Many meeting points had, of course, existed between the Orient and the Occident before the nineteenth century, through a long history of mercantile, diplomatic and artistic relations. Examples include the Crusades, the close links between Venice and Turkey, Britain’s establishment in India and France’s use of commercial ports in the Levant. But, with the exception of European artists settled in Constantinople (described by A. Boppe in Les Peintres du Bosphore au Dix-Huitieme Siecle) (Paris 1911), Orientalism had been nearly exclusively decorative. Chinese, Japanese and Turkish culture and a general hotch-potch of “Eastern” styles influenced clothes, architecture and works of art.
The storybook entitled The Thousand and One Nights, popularly known as The Arabian Nights, helped spread the vogue for exoticism, which still had no particular regard for exactitude.
The passion for Egyptology at the end of the eighteenth century, the founding of schools of Oriental studies and, most importantly, Napoleon Bonaparte’s expedition to Egypt in 1798, brought the East into public view. The illustrated albums by the baron Dominique Vivant Denon of this survey of ancient and modern Egypt, as well as the Napoleonic history paintings in Oriental settings by the baron Gros, Anne-Louis Girodet-Trioson and others, laid the foundation for the Orientalist movement.
Journey to the Orient
The Greeks’ struggle for independence from Turkish rule, the Romantics’ espousal of their cause, the taking of Algiers by the French in 1830 and Delacroix’s only too famous journey to Morocco in 1832 all helped open wide the doors to hundreds of artists who were to make the journey to the Orient. Travellers and stay-at-homes alike often relied heavily on literary sources for their works. These were generally fiction, such as Lord Byron’s Turkish epics, Thomas Moore’s Indian romance Leda Rookh, Gustave Flaubert’s Salammbo, Theophile Gautier’s Le Roman de la Momie and Victor Hugo’s Les Orientales. In addition, there were the recitals of their journeys, by influential writers and poets, including François-Rene de Chateaubriand, Alexandre Dumas Pere, Gerard de Nerval, Alphonse de Lamartine and Gautier.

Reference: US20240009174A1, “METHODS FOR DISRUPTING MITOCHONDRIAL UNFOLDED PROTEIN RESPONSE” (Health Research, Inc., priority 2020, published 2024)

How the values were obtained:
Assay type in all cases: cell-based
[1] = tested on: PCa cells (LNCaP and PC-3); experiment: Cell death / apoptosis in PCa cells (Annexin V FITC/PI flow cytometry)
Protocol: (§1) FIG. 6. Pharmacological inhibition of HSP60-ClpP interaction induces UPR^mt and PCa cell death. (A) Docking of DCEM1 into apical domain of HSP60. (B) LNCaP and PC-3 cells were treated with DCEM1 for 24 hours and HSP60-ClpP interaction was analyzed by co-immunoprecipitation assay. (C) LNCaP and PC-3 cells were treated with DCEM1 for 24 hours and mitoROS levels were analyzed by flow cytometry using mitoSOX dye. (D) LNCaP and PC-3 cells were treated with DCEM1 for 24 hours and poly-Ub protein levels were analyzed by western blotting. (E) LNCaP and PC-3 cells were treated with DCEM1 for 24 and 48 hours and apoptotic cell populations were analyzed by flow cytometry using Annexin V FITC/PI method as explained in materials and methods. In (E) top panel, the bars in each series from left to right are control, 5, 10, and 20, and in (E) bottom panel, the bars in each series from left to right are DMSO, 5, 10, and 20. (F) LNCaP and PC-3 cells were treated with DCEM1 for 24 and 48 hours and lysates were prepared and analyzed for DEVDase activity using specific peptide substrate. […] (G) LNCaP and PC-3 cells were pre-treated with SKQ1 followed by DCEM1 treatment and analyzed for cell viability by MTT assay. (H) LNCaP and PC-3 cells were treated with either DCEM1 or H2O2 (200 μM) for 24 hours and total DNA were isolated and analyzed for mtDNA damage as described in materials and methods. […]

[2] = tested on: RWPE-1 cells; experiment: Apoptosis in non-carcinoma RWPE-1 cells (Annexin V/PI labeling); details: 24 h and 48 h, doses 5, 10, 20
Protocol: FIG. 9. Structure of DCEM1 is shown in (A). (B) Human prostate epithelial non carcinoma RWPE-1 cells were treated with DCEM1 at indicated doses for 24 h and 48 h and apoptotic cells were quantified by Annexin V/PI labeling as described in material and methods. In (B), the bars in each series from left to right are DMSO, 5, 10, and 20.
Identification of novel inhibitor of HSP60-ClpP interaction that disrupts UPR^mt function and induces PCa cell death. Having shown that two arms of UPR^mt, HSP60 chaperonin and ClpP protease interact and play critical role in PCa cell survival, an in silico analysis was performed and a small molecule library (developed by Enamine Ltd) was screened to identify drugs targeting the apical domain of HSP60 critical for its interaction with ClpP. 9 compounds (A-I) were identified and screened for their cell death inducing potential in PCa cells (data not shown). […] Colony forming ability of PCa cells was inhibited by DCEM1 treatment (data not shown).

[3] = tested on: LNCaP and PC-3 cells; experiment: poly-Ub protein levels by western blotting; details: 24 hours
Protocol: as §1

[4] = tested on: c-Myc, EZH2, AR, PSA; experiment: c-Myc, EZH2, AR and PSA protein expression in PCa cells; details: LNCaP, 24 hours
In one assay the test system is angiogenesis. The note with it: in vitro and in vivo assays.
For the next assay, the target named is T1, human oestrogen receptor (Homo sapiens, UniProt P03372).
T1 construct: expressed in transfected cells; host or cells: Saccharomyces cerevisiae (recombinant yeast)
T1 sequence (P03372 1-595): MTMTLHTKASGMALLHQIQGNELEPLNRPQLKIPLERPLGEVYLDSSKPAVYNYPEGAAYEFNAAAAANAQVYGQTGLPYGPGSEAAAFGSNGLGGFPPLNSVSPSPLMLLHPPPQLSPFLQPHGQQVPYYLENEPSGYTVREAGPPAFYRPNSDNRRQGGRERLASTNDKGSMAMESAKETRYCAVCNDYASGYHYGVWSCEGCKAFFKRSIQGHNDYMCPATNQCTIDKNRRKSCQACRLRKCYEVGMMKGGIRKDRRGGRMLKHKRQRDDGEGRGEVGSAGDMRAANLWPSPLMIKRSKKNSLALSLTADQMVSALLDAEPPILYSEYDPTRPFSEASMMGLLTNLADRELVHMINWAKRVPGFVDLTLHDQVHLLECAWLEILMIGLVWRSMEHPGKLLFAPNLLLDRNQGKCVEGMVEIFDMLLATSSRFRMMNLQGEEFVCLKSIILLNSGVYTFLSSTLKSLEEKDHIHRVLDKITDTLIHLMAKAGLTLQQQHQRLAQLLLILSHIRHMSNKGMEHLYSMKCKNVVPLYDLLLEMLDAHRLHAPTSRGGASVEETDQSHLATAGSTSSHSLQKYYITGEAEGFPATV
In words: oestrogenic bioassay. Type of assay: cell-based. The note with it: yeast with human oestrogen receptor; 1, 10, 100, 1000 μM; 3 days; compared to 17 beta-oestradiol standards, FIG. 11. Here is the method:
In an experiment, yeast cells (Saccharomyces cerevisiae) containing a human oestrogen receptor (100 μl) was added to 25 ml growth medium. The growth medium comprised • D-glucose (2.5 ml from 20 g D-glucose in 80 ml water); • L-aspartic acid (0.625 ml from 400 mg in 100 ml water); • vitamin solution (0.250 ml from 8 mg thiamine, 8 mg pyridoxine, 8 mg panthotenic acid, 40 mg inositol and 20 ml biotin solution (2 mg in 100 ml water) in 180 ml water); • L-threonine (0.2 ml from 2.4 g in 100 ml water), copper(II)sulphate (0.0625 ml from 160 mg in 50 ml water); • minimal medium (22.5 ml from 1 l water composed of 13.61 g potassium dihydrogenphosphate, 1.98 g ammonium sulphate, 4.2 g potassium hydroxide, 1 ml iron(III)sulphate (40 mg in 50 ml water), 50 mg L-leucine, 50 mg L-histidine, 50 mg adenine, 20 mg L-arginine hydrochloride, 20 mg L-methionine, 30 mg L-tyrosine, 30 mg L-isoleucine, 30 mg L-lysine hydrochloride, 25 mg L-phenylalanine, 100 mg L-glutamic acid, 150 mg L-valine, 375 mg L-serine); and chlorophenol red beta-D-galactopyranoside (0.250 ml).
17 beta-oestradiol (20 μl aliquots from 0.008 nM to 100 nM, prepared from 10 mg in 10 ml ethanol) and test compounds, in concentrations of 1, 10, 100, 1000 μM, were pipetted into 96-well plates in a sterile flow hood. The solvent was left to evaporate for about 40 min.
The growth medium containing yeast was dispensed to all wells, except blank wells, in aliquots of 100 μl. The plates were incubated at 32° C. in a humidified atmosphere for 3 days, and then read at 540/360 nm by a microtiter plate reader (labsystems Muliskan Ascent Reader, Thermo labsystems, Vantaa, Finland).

Though British political interest in the territories of the unravelling Ottoman Empire was as intense as in France, it was mostly more discreetly exercised. The origins of British Orientalist 19th-century painting owe more to religion than military conquest or the search for plausible locations for naked women. The leading British genre painter, Sir David Wilkie was 55 when he travelled to Istanbul and Jerusalem in 1840, dying off Gibraltar during the return voyage.
Though not noted as a religious painter, Wilkie made the trip with a Protestant agenda to reform religious painting, as he believed that: “a Martin Luther in painting is as much called for as in theology, to sweep away the abuses by which our divine pursuit is encumbered”, by which he meant traditional Christian iconography. He hoped to find more authentic settings and decor for Biblical subjects at their original location, though his death prevented more than studies being made. Other artists including the Pre-Raphaelite William Holman Hunt and David Roberts had similar motivations, giving an emphasis on realism in British Orientalist art from the start. The French artist James Tissot also used contemporary Middle Eastern landscape and decor for Biblical subjects, with little regard for historical costumes or other fittings.